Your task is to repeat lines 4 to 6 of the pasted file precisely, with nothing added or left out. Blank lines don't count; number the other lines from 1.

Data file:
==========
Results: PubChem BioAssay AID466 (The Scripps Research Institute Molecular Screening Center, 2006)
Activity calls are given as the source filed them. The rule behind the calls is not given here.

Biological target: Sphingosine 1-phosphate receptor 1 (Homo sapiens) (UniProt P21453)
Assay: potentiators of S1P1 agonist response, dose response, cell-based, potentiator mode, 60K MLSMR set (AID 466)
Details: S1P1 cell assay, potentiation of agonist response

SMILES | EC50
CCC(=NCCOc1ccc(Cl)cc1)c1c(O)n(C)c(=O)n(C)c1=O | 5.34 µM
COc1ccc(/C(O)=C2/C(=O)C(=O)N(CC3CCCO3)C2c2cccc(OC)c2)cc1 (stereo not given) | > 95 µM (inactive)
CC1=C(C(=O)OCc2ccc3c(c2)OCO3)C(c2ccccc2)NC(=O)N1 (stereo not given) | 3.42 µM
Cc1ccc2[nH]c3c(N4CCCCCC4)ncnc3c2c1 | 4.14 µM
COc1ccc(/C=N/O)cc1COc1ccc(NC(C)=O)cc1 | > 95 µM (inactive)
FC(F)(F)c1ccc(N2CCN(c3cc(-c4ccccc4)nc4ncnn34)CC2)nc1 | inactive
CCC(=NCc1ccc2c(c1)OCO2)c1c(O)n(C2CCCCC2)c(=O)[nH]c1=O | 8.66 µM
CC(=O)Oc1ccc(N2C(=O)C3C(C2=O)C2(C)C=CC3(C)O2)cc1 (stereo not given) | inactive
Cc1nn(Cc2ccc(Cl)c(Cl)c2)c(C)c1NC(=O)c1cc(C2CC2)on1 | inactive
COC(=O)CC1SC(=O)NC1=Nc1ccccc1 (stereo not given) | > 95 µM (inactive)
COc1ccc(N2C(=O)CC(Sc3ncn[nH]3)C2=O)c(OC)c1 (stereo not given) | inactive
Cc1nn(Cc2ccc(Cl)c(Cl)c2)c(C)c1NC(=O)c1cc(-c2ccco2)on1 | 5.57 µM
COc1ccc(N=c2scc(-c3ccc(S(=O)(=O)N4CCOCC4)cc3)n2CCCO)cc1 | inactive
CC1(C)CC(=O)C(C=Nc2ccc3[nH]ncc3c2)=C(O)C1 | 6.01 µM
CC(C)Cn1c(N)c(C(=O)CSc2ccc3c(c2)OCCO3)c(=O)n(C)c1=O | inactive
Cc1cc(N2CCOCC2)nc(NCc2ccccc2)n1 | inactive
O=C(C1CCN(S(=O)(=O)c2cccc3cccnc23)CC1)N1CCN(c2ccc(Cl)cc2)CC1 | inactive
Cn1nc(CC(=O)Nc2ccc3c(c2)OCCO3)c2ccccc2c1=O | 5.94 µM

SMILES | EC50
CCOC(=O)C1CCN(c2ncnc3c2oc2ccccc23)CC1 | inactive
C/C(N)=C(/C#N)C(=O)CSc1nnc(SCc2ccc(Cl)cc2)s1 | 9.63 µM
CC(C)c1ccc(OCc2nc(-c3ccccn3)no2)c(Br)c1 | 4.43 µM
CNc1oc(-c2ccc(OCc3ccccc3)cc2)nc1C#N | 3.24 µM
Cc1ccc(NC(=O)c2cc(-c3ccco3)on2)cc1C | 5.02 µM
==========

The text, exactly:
Assay: potentiators of S1P1 agonist response, dose response, cell-based, potentiator mode, 60K MLSMR set (AID 466)
Details: S1P1 cell assay, potentiation of agonist response

SMILES | EC50